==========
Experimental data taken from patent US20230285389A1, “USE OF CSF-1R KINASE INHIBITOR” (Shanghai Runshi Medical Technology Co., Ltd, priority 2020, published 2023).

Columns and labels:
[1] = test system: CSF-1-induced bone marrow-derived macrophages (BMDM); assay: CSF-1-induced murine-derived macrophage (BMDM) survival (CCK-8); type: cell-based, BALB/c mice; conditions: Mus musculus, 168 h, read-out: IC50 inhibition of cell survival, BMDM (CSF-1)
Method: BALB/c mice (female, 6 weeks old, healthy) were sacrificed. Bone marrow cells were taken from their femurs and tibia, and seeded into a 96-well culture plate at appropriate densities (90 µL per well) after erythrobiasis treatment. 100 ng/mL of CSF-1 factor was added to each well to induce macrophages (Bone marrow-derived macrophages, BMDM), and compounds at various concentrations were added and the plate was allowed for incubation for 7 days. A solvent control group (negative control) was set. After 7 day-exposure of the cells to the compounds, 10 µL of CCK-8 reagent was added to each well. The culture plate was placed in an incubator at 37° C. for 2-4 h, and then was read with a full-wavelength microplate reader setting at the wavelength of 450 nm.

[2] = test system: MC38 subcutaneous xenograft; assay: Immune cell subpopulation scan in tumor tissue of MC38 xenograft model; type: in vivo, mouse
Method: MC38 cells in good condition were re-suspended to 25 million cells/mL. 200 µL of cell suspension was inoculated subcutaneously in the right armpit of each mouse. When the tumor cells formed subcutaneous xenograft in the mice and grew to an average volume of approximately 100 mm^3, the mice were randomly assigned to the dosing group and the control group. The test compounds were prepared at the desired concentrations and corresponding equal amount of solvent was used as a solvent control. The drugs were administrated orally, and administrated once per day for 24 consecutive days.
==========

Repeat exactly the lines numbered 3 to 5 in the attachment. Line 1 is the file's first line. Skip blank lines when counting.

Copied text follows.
[1] = test system: CSF-1-induced bone marrow-derived macrophages (BMDM); assay: CSF-1-induced murine-derived macrophage (BMDM) survival (CCK-8); type: cell-based, BALB/c mice; conditions: Mus musculus, 168 h, read-out: IC50 inhibition of cell survival, BMDM (CSF-1)
Method: BALB/c mice (female, 6 weeks old, healthy) were sacrificed. Bone marrow cells were taken from their femurs and tibia, and seeded into a 96-well culture plate at appropriate densities (90 µL per well) after erythrobiasis treatment. 100 ng/mL of CSF-1 factor was added to each well to induce macrophages (Bone marrow-derived macrophages, BMDM), and compounds at various concentrations were added and the plate was allowed for incubation for 7 days. A solvent control group (negative control) was set. After 7 day-exposure of the cells to the compounds, 10 µL of CCK-8 reagent was added to each well. The culture plate was placed in an incubator at 37° C. for 2-4 h, and then was read with a full-wavelength microplate reader setting at the wavelength of 450 nm.

[2] = test system: MC38 subcutaneous xenograft; assay: Immune cell subpopulation scan in tumor tissue of MC38 xenograft model; type: in vivo, mouse